Miriam Cahn is known to create works crawling on her hands and knees, sometimes naked and sometimes with her eyes closed. Performance and product bleed into one as the Swiss artist leaves her physical residue on her roughed up paper canvases.
Since the 1970's Cahn has been creating work that both incorporates and departs from feminist ideals. Evading traditional classifications of method and material, body and mind, Cahn shifts fluidly between media and styles. Some of her practices are imbued with female rituals; for example, she sometimes creates work around her menstrual cycle. Other processes involve hunching over a canvas and grinding a chunk of charcoal into dust to create abstract forms. But her physical routines seem only to summon the artwork, not dictate it.
Her enigmatic forms, innocent and raw with a hint of violence, form like ghosts emerging from her blind sketches.; the androgynous creatures become totems of beauty, violence and sexuality. Although Cahn's fingerprints and footprints peak out from her shadowy forms, their haunting affect suggests their construction involves some otherworldly secret. The combination of physicality and ghostliness mimics Cahn's recurring themes of experience and memory.
While Cahn's long career is well-known abroad, her work was only shown in the US for the first time last year at Elizabeth Dee Gallery, heightening its already mysterious nature. The largest German exhibition of her work to date is coming to Badischer Kunstverein this fall in an exhibition titled "Lachen Bei Gefahr," or "Laughing When It's Dangerous." We reached out to Cahn via e-mail to touch on her upcoming exhibition. While she emphasized that her English was not the best, she was still able to whip us into shape a couple of times, as you'll see in our interview below. Scroll down for a slideshow.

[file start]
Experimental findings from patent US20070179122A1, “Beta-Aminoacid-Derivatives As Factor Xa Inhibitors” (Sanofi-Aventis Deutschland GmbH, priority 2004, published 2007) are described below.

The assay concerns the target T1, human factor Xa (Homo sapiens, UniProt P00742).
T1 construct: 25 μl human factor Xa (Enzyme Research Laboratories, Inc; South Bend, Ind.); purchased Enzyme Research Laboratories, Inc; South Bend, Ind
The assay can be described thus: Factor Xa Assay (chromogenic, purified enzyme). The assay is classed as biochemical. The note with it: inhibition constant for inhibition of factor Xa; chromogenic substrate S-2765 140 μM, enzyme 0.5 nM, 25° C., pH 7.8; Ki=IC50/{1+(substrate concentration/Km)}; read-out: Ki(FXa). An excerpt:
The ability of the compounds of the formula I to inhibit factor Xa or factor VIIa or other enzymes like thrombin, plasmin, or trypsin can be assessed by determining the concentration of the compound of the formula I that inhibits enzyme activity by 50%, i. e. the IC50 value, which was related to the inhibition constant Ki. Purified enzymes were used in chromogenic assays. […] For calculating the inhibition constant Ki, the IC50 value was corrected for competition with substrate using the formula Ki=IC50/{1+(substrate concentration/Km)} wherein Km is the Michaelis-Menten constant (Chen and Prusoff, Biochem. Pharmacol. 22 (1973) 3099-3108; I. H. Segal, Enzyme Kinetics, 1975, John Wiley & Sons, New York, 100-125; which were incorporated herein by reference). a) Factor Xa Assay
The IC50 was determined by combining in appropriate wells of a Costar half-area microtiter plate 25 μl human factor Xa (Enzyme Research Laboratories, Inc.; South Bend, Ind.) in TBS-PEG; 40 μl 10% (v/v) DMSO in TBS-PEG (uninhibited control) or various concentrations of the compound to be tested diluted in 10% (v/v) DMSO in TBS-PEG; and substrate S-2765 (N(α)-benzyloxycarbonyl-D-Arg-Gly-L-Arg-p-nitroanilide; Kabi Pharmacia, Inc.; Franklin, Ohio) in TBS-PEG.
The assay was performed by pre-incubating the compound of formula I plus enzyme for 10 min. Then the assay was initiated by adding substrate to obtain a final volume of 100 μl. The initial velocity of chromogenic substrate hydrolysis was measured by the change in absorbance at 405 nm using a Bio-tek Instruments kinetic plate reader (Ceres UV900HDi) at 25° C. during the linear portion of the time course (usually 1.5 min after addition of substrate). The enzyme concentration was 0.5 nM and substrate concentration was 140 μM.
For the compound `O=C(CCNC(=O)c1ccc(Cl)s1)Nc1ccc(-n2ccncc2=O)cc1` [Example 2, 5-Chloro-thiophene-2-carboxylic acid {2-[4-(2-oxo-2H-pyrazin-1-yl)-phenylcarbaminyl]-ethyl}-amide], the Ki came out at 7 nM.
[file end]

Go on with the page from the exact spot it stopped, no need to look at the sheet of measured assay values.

HP: On one hand your work has feminist roots, a fact highlighted by certain titles like 'Mean Girlfriends' and 'Menstruation Work,' and yet the subjects you depict are often androgynous. How you attempt to depict and eradicate femininity in your work?
MC: The subjects are not androgynous, they are unclear, and I hope art -- also mine -- has the ability to depict AND eradicate.
HP: Much of your artistic technique gives the body more agency than the mind, whether working around your menstrual cycle or crawling around nude with your eyes closed. What can the body bring to art that the mind cannot?
MC: The mind is part of the body and there is never "body" without "mind." To work with eyes closed for example means only to work with less control than by looking with open eyes -- that's all. It's never or-or, it's and-and.
HP: You were partly inspired to begin working with color after viewing Antonioni's "Red Desert" (1964). What about this film inspired you to change your style after spending so long in black and white?
MC: No artist changes his or her "style," anyway. As an artist you might change procedures. Antonioni is one of the three million influences. I like how he uses color by coloring the real landscape to take the picture.
HP: Performance art is one of the few artistic realms where it seems women lead the way. Why do you think this is? How is the female body privileged over the female mind?
MC: Again: this is feminist kitsch to think female body as privileged over the mind. (Women as nature, men as culture... I thought this sort of shit is over.)
HP: In the past your works have been hung up unframed, their rips mended with tape, described as if someone "had beat the shit out of it." How will your work be installed this time around?
MC: "Lachen Bei Gefahr" means something like "laughing when it's dangerous" -- I hope that's how the whole show will look!
'Lachen Bei Gefahr' will show at Badischer Kunstverein, Germany from September 28 to November 9.
See the images below and let us know what you think. (Note: The gallery specified that the titles are in German, and not meant to be translated, so you'll have to sprichst sie Deutsch.)
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